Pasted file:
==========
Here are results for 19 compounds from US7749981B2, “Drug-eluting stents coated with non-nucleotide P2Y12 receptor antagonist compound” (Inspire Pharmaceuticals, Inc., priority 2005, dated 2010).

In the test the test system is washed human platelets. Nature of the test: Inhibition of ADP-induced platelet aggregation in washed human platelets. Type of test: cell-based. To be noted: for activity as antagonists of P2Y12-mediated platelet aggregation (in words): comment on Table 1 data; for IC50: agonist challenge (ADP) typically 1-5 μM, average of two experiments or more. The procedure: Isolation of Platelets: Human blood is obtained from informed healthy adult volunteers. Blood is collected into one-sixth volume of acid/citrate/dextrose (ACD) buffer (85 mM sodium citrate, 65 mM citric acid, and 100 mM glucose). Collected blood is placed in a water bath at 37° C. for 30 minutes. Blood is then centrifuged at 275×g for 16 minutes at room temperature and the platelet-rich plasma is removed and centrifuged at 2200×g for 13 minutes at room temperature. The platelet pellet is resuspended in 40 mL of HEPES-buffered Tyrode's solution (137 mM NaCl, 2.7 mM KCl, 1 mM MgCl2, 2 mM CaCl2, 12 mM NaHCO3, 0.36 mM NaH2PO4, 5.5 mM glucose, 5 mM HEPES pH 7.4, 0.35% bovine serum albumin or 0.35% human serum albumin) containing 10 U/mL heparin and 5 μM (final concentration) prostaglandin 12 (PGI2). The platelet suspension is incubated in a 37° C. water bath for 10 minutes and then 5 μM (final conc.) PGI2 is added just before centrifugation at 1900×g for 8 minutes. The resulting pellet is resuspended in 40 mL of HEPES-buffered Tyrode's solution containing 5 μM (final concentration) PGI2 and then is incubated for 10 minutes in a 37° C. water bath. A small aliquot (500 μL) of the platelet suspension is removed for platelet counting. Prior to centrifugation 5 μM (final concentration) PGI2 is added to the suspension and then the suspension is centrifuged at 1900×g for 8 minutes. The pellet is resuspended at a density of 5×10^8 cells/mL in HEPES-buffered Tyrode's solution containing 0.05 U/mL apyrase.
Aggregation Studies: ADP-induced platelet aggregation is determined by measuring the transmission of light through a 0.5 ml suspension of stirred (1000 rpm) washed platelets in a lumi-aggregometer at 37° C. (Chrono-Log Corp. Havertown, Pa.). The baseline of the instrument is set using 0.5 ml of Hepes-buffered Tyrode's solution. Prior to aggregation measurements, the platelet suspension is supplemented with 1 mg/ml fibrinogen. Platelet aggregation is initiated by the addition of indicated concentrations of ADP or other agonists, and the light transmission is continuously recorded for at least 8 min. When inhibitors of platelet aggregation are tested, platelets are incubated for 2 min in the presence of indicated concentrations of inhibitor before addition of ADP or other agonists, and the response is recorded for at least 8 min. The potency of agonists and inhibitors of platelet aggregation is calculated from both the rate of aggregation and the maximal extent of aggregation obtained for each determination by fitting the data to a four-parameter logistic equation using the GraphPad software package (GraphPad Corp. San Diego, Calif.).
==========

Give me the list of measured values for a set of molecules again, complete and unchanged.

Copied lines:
Here are results for 19 compounds from US7749981B2, “Drug-eluting stents coated with non-nucleotide P2Y12 receptor antagonist compound” (Inspire Pharmaceuticals, Inc., priority 2005, dated 2010).

In the test the test system is washed human platelets. Nature of the test: Inhibition of ADP-induced platelet aggregation in washed human platelets. Type of test: cell-based. To be noted: for activity as antagonists of P2Y12-mediated platelet aggregation (in words): comment on Table 1 data; for IC50: agonist challenge (ADP) typically 1-5 μM, average of two experiments or more. The procedure: Isolation of Platelets: Human blood is obtained from informed healthy adult volunteers. Blood is collected into one-sixth volume of acid/citrate/dextrose (ACD) buffer (85 mM sodium citrate, 65 mM citric acid, and 100 mM glucose). Collected blood is placed in a water bath at 37° C. for 30 minutes. Blood is then centrifuged at 275×g for 16 minutes at room temperature and the platelet-rich plasma is removed and centrifuged at 2200×g for 13 minutes at room temperature. The platelet pellet is resuspended in 40 mL of HEPES-buffered Tyrode's solution (137 mM NaCl, 2.7 mM KCl, 1 mM MgCl2, 2 mM CaCl2, 12 mM NaHCO3, 0.36 mM NaH2PO4, 5.5 mM glucose, 5 mM HEPES pH 7.4, 0.35% bovine serum albumin or 0.35% human serum albumin) containing 10 U/mL heparin and 5 μM (final concentration) prostaglandin 12 (PGI2). The platelet suspension is incubated in a 37° C. water bath for 10 minutes and then 5 μM (final conc.) PGI2 is added just before centrifugation at 1900×g for 8 minutes. The resulting pellet is resuspended in 40 mL of HEPES-buffered Tyrode's solution containing 5 μM (final concentration) PGI2 and then is incubated for 10 minutes in a 37° C. water bath. A small aliquot (500 μL) of the platelet suspension is removed for platelet counting. Prior to centrifugation 5 μM (final concentration) PGI2 is added to the suspension and then the suspension is centrifuged at 1900×g for 8 minutes. The pellet is resuspended at a density of 5×10^8 cells/mL in HEPES-buffered Tyrode's solution containing 0.05 U/mL apyrase.
Aggregation Studies: ADP-induced platelet aggregation is determined by measuring the transmission of light through a 0.5 ml suspension of stirred (1000 rpm) washed platelets in a lumi-aggregometer at 37° C. (Chrono-Log Corp. Havertown, Pa.). The baseline of the instrument is set using 0.5 ml of Hepes-buffered Tyrode's solution. Prior to aggregation measurements, the platelet suspension is supplemented with 1 mg/ml fibrinogen. Platelet aggregation is initiated by the addition of indicated concentrations of ADP or other agonists, and the light transmission is continuously recorded for at least 8 min. When inhibitors of platelet aggregation are tested, platelets are incubated for 2 min in the presence of indicated concentrations of inhibitor before addition of ADP or other agonists, and the response is recorded for at least 8 min. The potency of agonists and inhibitors of platelet aggregation is calculated from both the rate of aggregation and the maximal extent of aggregation obtained for each determination by fitting the data to a four-parameter logistic equation using the GraphPad software package (GraphPad Corp. San Diego, Calif.).